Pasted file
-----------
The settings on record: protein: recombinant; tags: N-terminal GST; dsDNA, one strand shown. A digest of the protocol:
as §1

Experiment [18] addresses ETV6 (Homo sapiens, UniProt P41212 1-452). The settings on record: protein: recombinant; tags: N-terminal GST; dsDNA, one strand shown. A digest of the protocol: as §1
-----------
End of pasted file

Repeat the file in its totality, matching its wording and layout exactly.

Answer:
The settings on record: protein: recombinant; tags: N-terminal GST; dsDNA, one strand shown. A digest of the protocol:
as §1

Experiment [18] addresses ETV6 (Homo sapiens, UniProt P41212 1-452). The settings on record: protein: recombinant; tags: N-terminal GST; dsDNA, one strand shown. A digest of the protocol: as §1